50th Annual Meeting of the American Society of Clinical Oncology (ASCO):

Among Childhood Cancer Survivors, Younger Patients, Black Patients, Males at Higher Risk of Secondary Thyroid Cancer

Among childhood cancer survivors, the effect of prior radiation therapy (RT) on the risk of secondary thyroid cancer appears to vary by age, race, and type of primary cancer, with younger patients, black patients, and males at greatest risk. The results of this retrospective analysis were presented by Rafaela Naves on June 2, 2014, at the Annual Meeting of the American Society of Clinical Oncology in Chicago, Illinois.

Secondary Thyroid Cancer
Secondary thyroid cancer has primarily been attributed to the use of RT, although the potential contributing role of other factors is unclear. To further evaluate the significance of various factors on the risk of developing secondary thyroid cancer, Naves and colleagues, in a collaboration between the Dana-Farber/Boston Children’s Cancer and Blood Disorders Center and the Fauldade de Ciências Médicas da Santa Casa de São Paulo, Brazil, conducted an analysis of the Surveillance, Epidemiology, and End Results (SEER)-9 database, focusing on the development of secondary thyroid cancers among 40,876 individuals aged 0-19 years diagnosed with any malignancy between 1973 and 2010.

Types of Thyroid Cancers
Overall, 131 cases of secondary thyroid cancer were reported, for a standardized incidence ratio (SIR) of 5.10 (95% confidence interval [CI], 4.26-6.05). These were predominately papillary carcinomas (64.1%) or follicular carcinomas (32.0%). The mean age at secondary thyroid cancer diagnosis was 28.3 years, occurring after a mean interval of 18 years since the diagnosis of the first primary cancer.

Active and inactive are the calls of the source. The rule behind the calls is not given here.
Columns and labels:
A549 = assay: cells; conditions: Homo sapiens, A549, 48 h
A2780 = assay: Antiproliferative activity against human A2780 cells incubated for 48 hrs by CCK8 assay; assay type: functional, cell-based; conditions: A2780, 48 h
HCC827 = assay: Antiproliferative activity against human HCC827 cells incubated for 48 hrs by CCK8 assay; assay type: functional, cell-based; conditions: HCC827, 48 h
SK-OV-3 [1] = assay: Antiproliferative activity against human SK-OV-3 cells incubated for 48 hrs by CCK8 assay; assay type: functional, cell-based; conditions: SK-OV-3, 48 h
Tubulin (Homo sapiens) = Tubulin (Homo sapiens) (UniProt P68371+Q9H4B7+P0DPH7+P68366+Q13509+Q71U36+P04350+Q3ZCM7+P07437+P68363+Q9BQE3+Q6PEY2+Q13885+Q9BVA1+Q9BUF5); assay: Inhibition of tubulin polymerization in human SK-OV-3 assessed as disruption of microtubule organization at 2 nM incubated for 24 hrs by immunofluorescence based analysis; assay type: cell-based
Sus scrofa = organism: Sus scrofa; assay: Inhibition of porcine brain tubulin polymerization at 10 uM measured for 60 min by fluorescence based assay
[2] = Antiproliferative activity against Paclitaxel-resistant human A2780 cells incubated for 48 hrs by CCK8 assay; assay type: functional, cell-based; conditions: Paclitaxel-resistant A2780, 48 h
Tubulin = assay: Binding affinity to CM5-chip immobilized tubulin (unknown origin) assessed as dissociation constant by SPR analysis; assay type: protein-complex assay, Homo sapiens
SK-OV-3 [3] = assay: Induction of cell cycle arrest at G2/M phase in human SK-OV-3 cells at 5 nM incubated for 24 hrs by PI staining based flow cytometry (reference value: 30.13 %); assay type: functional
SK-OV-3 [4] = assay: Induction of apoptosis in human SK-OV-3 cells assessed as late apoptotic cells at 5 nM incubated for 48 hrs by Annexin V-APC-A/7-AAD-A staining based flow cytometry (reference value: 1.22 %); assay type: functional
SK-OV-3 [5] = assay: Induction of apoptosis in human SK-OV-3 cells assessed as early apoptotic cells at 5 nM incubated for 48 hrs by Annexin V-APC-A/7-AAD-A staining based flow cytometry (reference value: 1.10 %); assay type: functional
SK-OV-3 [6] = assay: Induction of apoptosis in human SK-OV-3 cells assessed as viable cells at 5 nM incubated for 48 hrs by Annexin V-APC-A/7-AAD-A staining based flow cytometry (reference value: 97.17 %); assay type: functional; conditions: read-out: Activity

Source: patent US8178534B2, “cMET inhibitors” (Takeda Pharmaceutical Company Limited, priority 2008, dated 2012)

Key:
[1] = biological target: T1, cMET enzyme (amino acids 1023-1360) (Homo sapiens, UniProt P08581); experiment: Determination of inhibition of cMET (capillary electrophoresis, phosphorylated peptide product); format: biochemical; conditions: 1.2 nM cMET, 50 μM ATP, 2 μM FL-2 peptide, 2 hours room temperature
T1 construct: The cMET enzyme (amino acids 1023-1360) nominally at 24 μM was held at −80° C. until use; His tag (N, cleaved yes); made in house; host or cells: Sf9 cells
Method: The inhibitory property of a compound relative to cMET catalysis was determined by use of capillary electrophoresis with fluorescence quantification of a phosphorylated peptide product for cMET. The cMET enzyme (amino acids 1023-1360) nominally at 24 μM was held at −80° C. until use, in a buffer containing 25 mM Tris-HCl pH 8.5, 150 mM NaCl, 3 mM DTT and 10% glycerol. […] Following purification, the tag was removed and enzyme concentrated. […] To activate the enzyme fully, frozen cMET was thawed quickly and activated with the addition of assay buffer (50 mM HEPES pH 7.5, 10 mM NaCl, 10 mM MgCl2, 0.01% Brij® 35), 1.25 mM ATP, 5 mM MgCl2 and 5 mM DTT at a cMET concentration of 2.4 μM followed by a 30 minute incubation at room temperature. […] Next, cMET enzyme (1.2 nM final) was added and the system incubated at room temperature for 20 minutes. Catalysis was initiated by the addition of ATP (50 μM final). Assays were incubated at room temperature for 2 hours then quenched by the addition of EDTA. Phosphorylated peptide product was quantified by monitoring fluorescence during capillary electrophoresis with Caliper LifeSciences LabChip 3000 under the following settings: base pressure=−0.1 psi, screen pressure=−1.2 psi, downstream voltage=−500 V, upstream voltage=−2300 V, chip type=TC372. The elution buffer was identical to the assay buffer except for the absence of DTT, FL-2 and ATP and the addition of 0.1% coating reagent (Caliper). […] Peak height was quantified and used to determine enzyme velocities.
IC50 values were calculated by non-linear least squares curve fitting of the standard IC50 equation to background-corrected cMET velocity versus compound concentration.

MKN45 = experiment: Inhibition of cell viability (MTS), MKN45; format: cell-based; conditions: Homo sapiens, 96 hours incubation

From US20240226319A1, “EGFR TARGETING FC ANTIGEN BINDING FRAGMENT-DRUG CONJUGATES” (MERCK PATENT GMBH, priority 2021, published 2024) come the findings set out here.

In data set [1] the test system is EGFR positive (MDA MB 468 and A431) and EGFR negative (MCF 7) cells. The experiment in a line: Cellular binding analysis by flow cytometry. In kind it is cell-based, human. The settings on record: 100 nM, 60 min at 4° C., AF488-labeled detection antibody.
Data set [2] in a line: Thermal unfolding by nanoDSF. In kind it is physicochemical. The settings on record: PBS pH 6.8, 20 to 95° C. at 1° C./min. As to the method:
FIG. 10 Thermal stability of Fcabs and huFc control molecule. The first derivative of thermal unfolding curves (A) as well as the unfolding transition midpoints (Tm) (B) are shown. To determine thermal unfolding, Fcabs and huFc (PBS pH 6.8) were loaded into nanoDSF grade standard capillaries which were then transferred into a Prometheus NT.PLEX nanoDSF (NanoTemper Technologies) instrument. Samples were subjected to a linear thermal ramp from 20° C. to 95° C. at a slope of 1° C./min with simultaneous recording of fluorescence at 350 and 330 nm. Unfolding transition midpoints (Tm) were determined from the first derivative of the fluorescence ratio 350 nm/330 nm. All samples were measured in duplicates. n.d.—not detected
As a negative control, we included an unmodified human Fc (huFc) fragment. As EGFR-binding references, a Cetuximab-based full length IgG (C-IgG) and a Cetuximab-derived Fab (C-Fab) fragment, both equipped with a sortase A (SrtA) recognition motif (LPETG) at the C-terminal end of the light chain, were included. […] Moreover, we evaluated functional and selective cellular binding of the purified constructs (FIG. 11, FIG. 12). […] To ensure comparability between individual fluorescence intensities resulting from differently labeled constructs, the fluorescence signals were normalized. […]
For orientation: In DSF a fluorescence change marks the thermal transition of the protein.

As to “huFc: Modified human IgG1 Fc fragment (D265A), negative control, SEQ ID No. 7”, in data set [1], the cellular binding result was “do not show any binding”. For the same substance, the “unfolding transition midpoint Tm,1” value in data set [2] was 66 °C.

Risk-related Data
The risk of developing secondary thyroid cancer was higher in patients younger than age 10 versus 10 or older at their first cancer diagnosis, with a SIR of 8.73 (95% CI, 6.50-11.48) and 4.03 (95% CI, 3.20-5.02), respectively. Secondary thyroid cancers were also more common among black patients than white patients, with SIRs of 10.96 (95% CI, 5.26-20.15) and 4.86 (95% CI, 4.01-5.85), respectively. 

Prior RT was associated with an increased risk of secondary thyroid cancer, with an SIR of 7.46 (95% CI, 5.82-9.41) versus 3.62 (95% CI, 2.74-4.69) in patients who had not received RT. However, the association between RT and secondary thyroid cancer risk varied based on the patient’s sex and race. RT had a greater influence on secondary thyroid cancer risk in black patients and in males. Among males, the SIR for secondary thyroid cancer was 15.23 (95% CI, 9.95-22.31) in patients who had received RT versus 4.80 (95% CI, 2.56-8.22) in those who had not received RT. The corresponding SIRs among female patients with and without RT were 5.76 (4.20-7.71) and 3.37 (95% CI, 2.45-4.53), respectively.

The highest risk of secondary thyroid cancer was observed in the subset of black children younger than age 10 at diagnosis who received RT, in whom the SIR was 42.67 (95% CI, 11.63-109.24). In comparison, the SIR was 2.76 (95% CI, 1.88-3.92) among white patients aged 10 and older who did not receive RT.

Influence of Primary Cancer Type 
The influence of RT on secondary thyroid cancer risk also varied according to the type of primary cancer involved. Among patients with central nervous system tumors, kidney tumors, and neuroblastomas, only patients who had received RT were at an increased risk for developing secondary thyroid cancer. Conversely, patients with leukemia or lymphoma had an increased risk of secondary thyroid cancer regardless of prior RT. The researchers concluded that exposure to chemotherapy and diagnostic radiation may contribute to the risk of secondary thyroid cancer among childhood cancer survivors.

 

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